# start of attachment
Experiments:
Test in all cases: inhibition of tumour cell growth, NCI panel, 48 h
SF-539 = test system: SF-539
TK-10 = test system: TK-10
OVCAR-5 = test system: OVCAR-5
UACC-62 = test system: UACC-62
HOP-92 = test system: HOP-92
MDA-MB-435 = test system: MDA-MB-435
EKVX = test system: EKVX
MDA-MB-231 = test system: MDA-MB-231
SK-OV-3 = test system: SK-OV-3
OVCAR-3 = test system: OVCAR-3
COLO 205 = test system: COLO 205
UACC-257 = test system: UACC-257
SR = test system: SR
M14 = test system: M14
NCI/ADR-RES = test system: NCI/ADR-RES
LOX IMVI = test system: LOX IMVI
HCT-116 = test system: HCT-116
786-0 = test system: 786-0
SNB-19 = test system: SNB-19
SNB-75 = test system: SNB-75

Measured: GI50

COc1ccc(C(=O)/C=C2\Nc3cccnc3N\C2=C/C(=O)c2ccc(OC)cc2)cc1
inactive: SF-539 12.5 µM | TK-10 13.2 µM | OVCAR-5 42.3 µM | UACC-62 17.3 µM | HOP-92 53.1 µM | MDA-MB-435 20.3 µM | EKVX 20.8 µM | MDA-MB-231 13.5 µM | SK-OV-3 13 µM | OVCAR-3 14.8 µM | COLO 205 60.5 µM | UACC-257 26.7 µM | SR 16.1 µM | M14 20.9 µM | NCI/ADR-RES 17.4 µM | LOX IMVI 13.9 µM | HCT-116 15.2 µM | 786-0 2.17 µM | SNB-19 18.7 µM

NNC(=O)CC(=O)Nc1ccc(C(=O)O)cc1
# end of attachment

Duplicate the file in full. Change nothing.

Experiments:
Test in all cases: inhibition of tumour cell growth, NCI panel, 48 h
SF-539 = test system: SF-539
TK-10 = test system: TK-10
OVCAR-5 = test system: OVCAR-5
UACC-62 = test system: UACC-62
HOP-92 = test system: HOP-92
MDA-MB-435 = test system: MDA-MB-435
EKVX = test system: EKVX
MDA-MB-231 = test system: MDA-MB-231
SK-OV-3 = test system: SK-OV-3
OVCAR-3 = test system: OVCAR-3
COLO 205 = test system: COLO 205
UACC-257 = test system: UACC-257
SR = test system: SR
M14 = test system: M14
NCI/ADR-RES = test system: NCI/ADR-RES
LOX IMVI = test system: LOX IMVI
HCT-116 = test system: HCT-116
786-0 = test system: 786-0
SNB-19 = test system: SNB-19
SNB-75 = test system: SNB-75

Measured: GI50

COc1ccc(C(=O)/C=C2\Nc3cccnc3N\C2=C/C(=O)c2ccc(OC)cc2)cc1
inactive: SF-539 12.5 µM | TK-10 13.2 µM | OVCAR-5 42.3 µM | UACC-62 17.3 µM | HOP-92 53.1 µM | MDA-MB-435 20.3 µM | EKVX 20.8 µM | MDA-MB-231 13.5 µM | SK-OV-3 13 µM | OVCAR-3 14.8 µM | COLO 205 60.5 µM | UACC-257 26.7 µM | SR 16.1 µM | M14 20.9 µM | NCI/ADR-RES 17.4 µM | LOX IMVI 13.9 µM | HCT-116 15.2 µM | 786-0 2.17 µM | SNB-19 18.7 µM

NNC(=O)CC(=O)Nc1ccc(C(=O)O)cc1